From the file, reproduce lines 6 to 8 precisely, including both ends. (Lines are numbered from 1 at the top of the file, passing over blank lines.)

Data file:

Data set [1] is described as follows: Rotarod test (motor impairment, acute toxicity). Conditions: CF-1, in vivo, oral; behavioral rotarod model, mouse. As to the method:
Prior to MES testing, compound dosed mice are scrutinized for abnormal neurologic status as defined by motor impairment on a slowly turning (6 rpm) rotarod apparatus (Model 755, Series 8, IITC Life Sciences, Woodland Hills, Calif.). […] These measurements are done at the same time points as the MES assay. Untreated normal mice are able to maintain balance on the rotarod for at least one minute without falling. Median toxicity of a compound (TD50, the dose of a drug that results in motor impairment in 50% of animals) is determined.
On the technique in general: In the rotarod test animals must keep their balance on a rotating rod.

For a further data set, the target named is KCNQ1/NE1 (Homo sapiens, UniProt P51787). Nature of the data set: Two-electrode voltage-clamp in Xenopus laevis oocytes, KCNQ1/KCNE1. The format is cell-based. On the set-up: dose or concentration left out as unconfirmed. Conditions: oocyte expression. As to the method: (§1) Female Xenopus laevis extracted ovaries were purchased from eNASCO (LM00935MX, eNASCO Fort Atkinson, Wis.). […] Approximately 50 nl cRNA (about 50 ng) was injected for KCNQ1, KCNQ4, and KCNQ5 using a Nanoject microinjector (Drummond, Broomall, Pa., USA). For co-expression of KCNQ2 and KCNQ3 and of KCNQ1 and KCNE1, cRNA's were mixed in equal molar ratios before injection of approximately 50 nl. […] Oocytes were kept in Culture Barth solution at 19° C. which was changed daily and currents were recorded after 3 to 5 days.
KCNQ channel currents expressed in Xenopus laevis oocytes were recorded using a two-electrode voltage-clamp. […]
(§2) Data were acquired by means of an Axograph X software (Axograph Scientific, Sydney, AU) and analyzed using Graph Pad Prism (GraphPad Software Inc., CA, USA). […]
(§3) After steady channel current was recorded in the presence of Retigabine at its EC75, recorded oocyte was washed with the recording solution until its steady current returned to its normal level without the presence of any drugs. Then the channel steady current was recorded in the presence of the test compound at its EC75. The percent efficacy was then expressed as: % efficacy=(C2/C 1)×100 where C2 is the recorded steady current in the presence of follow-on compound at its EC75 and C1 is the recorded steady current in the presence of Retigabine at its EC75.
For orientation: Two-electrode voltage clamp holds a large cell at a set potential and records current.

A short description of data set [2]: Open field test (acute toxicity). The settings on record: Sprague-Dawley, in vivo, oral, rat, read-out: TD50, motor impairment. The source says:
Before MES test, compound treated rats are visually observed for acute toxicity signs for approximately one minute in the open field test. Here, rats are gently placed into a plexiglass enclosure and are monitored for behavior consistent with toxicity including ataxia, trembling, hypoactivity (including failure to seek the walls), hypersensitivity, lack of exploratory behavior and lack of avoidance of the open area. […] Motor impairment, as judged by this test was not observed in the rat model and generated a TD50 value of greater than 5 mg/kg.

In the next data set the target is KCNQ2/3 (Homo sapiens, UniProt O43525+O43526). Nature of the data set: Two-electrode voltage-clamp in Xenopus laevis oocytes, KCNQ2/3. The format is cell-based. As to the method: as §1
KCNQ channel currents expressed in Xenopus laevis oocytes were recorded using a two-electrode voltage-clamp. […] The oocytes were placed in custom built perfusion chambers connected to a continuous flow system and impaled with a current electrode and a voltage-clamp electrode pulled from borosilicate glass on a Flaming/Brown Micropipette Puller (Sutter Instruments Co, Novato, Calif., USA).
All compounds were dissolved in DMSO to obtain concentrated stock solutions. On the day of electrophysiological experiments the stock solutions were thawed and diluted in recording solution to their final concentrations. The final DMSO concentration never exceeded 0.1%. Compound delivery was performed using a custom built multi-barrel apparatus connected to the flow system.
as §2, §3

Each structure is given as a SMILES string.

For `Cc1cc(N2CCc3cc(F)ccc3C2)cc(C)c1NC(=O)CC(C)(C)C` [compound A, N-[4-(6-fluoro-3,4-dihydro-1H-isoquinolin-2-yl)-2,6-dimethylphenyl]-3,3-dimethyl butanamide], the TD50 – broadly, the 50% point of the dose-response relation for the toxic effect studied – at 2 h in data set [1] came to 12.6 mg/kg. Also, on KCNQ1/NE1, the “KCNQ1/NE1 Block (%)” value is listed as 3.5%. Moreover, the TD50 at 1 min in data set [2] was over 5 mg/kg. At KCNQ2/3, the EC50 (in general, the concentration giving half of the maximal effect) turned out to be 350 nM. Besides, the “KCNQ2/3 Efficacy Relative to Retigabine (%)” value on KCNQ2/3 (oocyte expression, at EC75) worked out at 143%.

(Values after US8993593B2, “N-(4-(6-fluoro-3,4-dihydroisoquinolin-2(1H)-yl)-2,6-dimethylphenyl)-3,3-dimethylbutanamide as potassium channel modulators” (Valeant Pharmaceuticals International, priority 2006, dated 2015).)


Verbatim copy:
(§2) Data were acquired by means of an Axograph X software (Axograph Scientific, Sydney, AU) and analyzed using Graph Pad Prism (GraphPad Software Inc., CA, USA). […]
(§3) After steady channel current was recorded in the presence of Retigabine at its EC75, recorded oocyte was washed with the recording solution until its steady current returned to its normal level without the presence of any drugs. Then the channel steady current was recorded in the presence of the test compound at its EC75. The percent efficacy was then expressed as: % efficacy=(C2/C 1)×100 where C2 is the recorded steady current in the presence of follow-on compound at its EC75 and C1 is the recorded steady current in the presence of Retigabine at its EC75.
For orientation: Two-electrode voltage clamp holds a large cell at a set potential and records current.